All the latest quantum computer articles

See the latest stories on quantum computing from eeNews Europe

Saturday, October 13, 2018

NXP pushes security in move from M3 to M33 microcontroller cores

By Nick Flaherty

NXP Semiconductors is pushing the embedded security requirements of IoT edge devices and cloud to edge connections with two new multi-core microcontrollers based around the Arm Cortex M33 core.

NXP is emphasising its multi-layered, hardware-enabled protection scheme that protects embedded systems with secure boot for hardware-based immutable root-of-trust, certificate-based secure debug authentication and encrypted on-chip firmware storage with real-time, latency-free decryption.

These are used alongside Arm TrustZone for Armv8-M and Memory Protection Unit (MPU) to ensure physical and runtime protection with hardware-based, memory mapped isolation for privilege-based access to resources and data. 
“The promise of the connected world through the Internet-of-Things is extraordinary,” said Geoff Lees, senior vice president and general manager of microcontrollers at NXP. “Through NXP’s in-depth security and processing expertise, software ecosystem and breadth of portfolio, we are uniquely positioned to bring innovative and accessible advancements in IoT security to all developers.”

The key to this is a ROM-based secure boot process that uses device-unique keys to create an immutable hardware ‘root-of-trust’. The keys can now be locally generated on-demand by an SRAM-based Physically Unclonable Function (PUF) that uses natural variations intrinsic to the SRAM bitcells. This permits closed loop transactions between the end-user and the original equipment manufacturer (OEM), thus allowing the elimination of third-party key handling in potentially insecure environments. Optionally, keys can be injected through a traditional fuse-based methodology.

NXP is also working with Dover Microsystems to introduce Dover’s CoreGuard technology in future platforms. This is a hardware-based active defense security IP that instantly blocks instructions that violate pre-established security rules, enabling embedded processors to defend themselves against software vulnerabilities and network-based attacks.

The security environment improves the symmetric and asymmetric cryptography for edge-to-edge, and cloud-to-edge communication by generating device-unique secret keys through innovative usage of the SRAM PUF. The security for public key infrastructure (PKI) or asymmetric encryption is enhanced through the Device Identity Composition Engine (DICE) security standard as defined by the Trusted Computing Group (TCG). SRAM PUF ensures confidentiality of the Unique Device Secret (UDS) as required by DICE. The newly announced solutions support acceleration for asymmetric cryptography (RSA 1024 to 4096-bit lengths, ECC), plus up to 256-bit symmetric encryption and hashing (AES-256 and SHA2-256) with mbedTLS optimized library.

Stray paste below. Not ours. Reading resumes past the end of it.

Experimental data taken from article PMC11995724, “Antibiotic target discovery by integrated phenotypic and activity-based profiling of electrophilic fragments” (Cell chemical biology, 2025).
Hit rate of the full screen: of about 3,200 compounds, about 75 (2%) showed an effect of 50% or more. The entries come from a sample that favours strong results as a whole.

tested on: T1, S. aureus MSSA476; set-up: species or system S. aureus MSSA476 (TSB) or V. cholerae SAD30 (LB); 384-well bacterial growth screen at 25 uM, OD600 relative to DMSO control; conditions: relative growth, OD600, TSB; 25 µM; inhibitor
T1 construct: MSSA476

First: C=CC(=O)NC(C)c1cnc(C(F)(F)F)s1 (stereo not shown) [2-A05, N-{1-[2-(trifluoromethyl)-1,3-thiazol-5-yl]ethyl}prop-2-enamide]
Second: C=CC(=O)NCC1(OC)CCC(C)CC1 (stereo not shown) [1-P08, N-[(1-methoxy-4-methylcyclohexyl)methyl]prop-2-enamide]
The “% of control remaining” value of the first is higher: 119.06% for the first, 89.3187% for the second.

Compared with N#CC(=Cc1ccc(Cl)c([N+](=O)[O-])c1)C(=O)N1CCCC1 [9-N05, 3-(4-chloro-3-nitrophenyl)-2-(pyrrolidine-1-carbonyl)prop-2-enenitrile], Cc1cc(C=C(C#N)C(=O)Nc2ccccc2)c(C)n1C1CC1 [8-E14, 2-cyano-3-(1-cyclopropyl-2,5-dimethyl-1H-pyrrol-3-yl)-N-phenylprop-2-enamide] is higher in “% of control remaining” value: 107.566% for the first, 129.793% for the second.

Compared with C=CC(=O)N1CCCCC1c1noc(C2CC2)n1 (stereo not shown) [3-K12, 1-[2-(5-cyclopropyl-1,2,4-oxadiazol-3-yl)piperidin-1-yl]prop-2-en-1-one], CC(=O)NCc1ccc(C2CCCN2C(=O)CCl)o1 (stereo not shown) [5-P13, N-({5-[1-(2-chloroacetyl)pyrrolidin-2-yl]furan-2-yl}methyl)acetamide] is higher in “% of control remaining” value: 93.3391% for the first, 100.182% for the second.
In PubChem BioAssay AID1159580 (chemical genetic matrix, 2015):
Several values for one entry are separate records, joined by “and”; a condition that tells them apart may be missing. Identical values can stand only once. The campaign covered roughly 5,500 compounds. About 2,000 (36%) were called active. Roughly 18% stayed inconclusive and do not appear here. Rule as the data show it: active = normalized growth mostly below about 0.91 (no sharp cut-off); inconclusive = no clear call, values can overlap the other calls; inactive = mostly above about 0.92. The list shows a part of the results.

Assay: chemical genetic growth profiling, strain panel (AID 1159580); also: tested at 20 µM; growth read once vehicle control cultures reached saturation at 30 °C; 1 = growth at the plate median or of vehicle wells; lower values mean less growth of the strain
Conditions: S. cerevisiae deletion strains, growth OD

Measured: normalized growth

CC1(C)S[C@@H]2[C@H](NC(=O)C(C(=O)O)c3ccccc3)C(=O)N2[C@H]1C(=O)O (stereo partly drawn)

“Maintaining the explosive growth of connected devices requires increased user trust in those devices,” said John Ronco, vice president and general manager, Embedded & Automotive Line of Business, Arm. “NXP’s commitment to securing connected devices is evident in its new Cortex-M33 based products built on the proven secure foundation of TrustZone technology, while incorporating design principles from Arm’s Platform Security Architecture (PSA) and pushing the boundaries of Cortex-M performance efficiency.”

NXP strategically chose the Cortex-M33 core for its first full-feature implementation of the Armv8-M architecture to provide security platform benefits and substantial performance improvements compared to existing Cortex-M3/M0 MCUs (over 15 to 65 percent improvement, respectively). One of the key features of the Cortex-M33 is the dedicated co-processor interface that extends the processing capability of the CPU by allowing efficient integration of tightly-coupled co-processors while maintaining full ecosystem and toolchain compatibility. 

NXP has used this capability to implement a co-processor for accelerating key ML and DSP functions, such as, convolution, correlation, matrix operations, transfer functions, and filtering; enhancing performance by as much as 10x compared to executing on Cortex-M33. The co-processor further leverages the popular CMSIS-DSP library calls (API) to simplify customer code portability.

The LPC5500 devices provide single and dual core Cortex-M33 in a 40nm process with integrated DC-DC that delivers industry-leading performance at a fraction of power budget, up to 90 CoreMarks/mA. The high density of on-chip memory, up to 640KB flash and 320KB SRAM, enables efficient execution of complex edge applications. Further, NXP’s autonomous, programmable logic unit for offloading and execution of user-defined tasks delivers enhanced real-time parallelism. 

The i.MX RT600 crossover Platform is aimed at real time machine learning and artificial intelligence by adding a 600MHz Cadence Tensilica HiFi 4 DSP and shared on-chip SRAM of up to 4.5MB to a 300MHz M33 with a wide operating voltage. The ML performance is further enhanced in the DSP with 4x 32-bit MACs, vector FPU, 256-bit wide access bus, and DSP extensions for special Activation Functions (e.g., Sigmoid transfer function). 

Related stories:

No comments: